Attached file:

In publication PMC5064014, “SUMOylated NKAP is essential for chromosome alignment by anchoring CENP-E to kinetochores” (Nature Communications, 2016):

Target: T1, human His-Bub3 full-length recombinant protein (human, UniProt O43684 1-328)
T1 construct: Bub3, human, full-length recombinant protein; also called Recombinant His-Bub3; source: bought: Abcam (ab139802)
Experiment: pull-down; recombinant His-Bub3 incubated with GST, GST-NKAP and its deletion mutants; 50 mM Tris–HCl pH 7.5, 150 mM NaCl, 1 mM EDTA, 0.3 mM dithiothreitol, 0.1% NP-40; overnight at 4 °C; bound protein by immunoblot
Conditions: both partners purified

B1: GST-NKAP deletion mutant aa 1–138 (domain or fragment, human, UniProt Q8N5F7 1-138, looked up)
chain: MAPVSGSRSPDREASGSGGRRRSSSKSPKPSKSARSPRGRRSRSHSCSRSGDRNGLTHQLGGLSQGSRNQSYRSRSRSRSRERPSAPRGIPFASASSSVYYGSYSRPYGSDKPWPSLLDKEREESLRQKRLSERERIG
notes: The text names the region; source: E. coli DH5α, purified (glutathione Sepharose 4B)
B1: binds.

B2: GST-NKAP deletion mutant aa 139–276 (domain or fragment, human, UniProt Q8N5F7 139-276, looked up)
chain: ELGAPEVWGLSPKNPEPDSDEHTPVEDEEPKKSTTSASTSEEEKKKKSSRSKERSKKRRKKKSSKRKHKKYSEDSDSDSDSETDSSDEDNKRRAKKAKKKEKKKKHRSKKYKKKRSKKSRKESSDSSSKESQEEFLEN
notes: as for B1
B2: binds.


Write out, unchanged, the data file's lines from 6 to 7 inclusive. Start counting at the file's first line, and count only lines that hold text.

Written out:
B1: GST-NKAP deletion mutant aa 1–138 (domain or fragment, human, UniProt Q8N5F7 1-138, looked up)
chain: MAPVSGSRSPDREASGSGGRRRSSSKSPKPSKSARSPRGRRSRSHSCSRSGDRNGLTHQLGGLSQGSRNQSYRSRSRSRSRERPSAPRGIPFASASSSVYYGSYSRPYGSDKPWPSLLDKEREESLRQKRLSERERIG